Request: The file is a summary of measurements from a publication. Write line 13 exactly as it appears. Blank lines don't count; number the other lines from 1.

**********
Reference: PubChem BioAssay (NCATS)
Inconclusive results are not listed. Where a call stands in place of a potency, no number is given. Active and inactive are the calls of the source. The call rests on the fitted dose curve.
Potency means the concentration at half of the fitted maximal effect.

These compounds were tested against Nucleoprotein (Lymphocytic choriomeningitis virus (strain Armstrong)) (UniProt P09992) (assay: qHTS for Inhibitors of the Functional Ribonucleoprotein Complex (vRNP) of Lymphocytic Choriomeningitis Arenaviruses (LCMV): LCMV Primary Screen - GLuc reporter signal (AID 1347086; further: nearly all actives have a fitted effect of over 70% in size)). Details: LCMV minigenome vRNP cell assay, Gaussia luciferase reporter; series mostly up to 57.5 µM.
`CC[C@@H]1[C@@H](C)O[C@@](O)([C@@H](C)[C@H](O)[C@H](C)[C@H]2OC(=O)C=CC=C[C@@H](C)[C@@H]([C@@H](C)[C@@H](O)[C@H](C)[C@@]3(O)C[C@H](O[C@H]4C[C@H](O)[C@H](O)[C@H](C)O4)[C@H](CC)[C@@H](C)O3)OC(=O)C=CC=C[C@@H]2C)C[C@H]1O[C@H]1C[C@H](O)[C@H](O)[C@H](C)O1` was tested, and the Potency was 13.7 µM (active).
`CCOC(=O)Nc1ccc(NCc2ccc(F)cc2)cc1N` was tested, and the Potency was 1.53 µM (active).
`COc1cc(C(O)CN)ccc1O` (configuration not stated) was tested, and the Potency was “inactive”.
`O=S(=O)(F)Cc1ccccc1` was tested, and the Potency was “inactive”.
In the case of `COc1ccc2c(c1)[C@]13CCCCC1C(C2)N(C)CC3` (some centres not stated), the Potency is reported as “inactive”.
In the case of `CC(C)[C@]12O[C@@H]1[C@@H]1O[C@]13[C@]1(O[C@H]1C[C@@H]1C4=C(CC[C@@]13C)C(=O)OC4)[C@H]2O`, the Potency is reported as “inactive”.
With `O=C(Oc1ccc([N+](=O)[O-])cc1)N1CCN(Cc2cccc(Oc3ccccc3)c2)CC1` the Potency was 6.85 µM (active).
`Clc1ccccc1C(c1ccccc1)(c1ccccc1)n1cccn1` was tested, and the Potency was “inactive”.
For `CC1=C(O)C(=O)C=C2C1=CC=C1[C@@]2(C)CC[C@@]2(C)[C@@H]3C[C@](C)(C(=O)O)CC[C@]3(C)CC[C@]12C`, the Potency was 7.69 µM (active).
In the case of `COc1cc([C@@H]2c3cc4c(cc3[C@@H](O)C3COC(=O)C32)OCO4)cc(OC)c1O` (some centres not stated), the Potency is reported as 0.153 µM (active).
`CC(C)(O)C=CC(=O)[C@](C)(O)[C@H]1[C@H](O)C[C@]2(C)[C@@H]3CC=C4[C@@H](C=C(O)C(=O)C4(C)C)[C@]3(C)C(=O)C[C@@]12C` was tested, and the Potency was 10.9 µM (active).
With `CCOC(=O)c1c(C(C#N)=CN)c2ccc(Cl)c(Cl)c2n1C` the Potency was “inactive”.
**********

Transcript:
For `CC1=C(O)C(=O)C=C2C1=CC=C1[C@@]2(C)CC[C@@]2(C)[C@@H]3C[C@](C)(C(=O)O)CC[C@]3(C)CC[C@]12C`, the Potency was 7.69 µM (active).